13-footer Cockpit Deck Molded-in Ridges, False Transom, Mildew

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Waffles
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13-footer Cockpit Deck Molded-in Ridges, False Transom, Mildew

Postby Waffles » Fri Sep 16, 2022 6:18 pm

Q1: what is the proper name and function for the molded-in ridges on the cockpit deck of a 13-footer as seen below in Figure 1?

Image
Fig. 1. Unusual ridges in cockpit deck of 13-footer.

Q2: what is the proper name for the false transom at the stern of a 13-footer?

Q3: what cleaning product best removes mildew?

BACKSTORY
I recently bought my first boat, a Boston Whaler 13 Standard. And I’m trying to understand all of its features.

I call the rasised ridges “flutes” because I don’t know what else to call them. They are molded into the deck of the boat just forward of the little hole in the “false transom” that allows water to pass to the drain hole in the “main transom.”
Boston Whaler 13 Standard

jimh
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Location: Michigan, Lower Peninsula
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Re: 13-footer Cockpit Deck Molded-in Ridges, False Transom

Postby jimh » Sat Sep 17, 2022 8:31 am

Waffles wrote:Q1: what is the proper name and function for the molded-in ridges on the cockpit deck of a 13-footer as seen below in Figure 1?
The ridges probably add stiffness. I don’t know what to call them other than raised ridges.

Q4: how old is this particular 13-footer?

I am asking because I suspect this could be a really old boat made from a very early mold. That area could have been a removable hatch at one time in the prototype hull from which the mold was made. Perhaps the hatch was deemed unnecessary, but it was just left there when the production mold was made from the prototype hull about 60-years ago.


Waffles wrote: Q2: what is the proper name for the false transom at the stern of a 13-footer?
The separated area between the transom and the wall or bulkhead forward of the transom is called the engine splash well. The bulkhead or dam creates a barrier to water that is in the stern from flowing forward into the cockpit and creates a well to contain water that splashes over then transom around the engine. The dam or bulkhead that creates the engine splash well is called is the engine splash well dam.

Waffles wrote: Q3: what cleaning product best removes mildew?
Almost any cleaner will remove mildew. Usually a lot of scrubbing is also needed. Mildew comes from freshwater. Mildew loves to grow in the very small depressions in the non-skid surface pattern used by Boston Whaler. Morning dew on the deck surface seems to induce mildew growth very effectively.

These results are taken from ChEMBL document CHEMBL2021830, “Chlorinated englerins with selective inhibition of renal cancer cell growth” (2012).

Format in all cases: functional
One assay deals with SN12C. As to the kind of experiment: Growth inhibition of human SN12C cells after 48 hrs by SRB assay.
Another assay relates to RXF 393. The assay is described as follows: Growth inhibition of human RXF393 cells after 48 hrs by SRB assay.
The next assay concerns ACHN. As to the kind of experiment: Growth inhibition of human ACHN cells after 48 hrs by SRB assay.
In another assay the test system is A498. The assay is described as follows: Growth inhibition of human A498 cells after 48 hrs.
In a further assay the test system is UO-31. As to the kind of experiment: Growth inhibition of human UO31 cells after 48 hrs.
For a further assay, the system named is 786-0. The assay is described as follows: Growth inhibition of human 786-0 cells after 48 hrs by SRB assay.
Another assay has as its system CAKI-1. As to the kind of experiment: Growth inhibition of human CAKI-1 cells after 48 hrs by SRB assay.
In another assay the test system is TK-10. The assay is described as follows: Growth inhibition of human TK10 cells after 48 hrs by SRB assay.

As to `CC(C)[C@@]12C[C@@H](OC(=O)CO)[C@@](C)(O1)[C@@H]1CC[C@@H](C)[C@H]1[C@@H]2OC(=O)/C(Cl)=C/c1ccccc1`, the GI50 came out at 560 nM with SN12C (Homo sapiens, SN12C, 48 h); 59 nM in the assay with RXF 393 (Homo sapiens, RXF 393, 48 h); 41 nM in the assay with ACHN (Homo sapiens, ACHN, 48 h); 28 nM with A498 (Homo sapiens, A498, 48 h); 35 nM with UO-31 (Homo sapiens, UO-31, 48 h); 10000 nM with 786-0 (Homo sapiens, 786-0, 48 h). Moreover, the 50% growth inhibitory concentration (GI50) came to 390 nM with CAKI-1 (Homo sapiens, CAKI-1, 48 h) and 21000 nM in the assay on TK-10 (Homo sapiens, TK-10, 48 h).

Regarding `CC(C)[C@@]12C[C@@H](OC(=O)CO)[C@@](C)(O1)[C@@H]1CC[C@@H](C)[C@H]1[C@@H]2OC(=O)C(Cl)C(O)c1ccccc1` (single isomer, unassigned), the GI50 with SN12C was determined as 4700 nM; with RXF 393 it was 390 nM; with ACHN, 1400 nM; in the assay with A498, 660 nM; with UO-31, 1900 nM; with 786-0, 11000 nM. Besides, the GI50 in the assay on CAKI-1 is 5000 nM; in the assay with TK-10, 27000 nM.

I tend to use a mild cleaner like 409 on gel coat surfaces, so as not to be too harsh on the gel coat. Water, 409 or 3M BOAT SOAP, and a bristle brush usually remove mildew for me. To stop from coming back, keep the boat covered so rain and dew don’t get on the decks. Also, a polished and waxed gel coat surface will usually let water run off quickly, and that will help.

F-Hollywood
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Joined: Thu Sep 15, 2022 8:10 pm

Re: 13-footer Cockpit Deck Molded-in Ridges, False Transom, Mildew

Postby F-Hollywood » Sat Sep 17, 2022 6:44 pm

[The deck shown in Figure 1 above on a 13-footer] looks like [the deck on] my boat. My boat’s deck has long-term mildew stains.

I tried a number of [unspecified cleaning methods to remove the long-term mildew stains]. The best [method I tried to remove the mildew was to use] BAR KEEPER’s liquid and a scrub sponge. After that I used a power washer. [This method removed] 95-percent of the long-term mildew spots.

jimh
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Re: 13-footer Cockpit Deck Molded-in Ridges, False Transom, Mildew

Postby jimh » Sat Sep 17, 2022 9:44 pm

If a stain is embedded into the gel coat layer and will not respond to cleaners, then a mild abrasive can be tried to remove the top surface of the gel coat to get rid of the stain. If the abrasive is mixed with a cleaner like oxalic acid, then you can brand it and sell it as BARKEEPER’S FRIEND.

Power washing a fiberglass boat is a good way to force water into the gel coat and laminate. Use a power washer as a last resort. People who bought power washers are always looking for something new to clean with them. I have never met dirt or stain on a well-maintained fiberglass boat that could not be removed with a mild solvent and some hand scrubbing with a soft scrub sponge.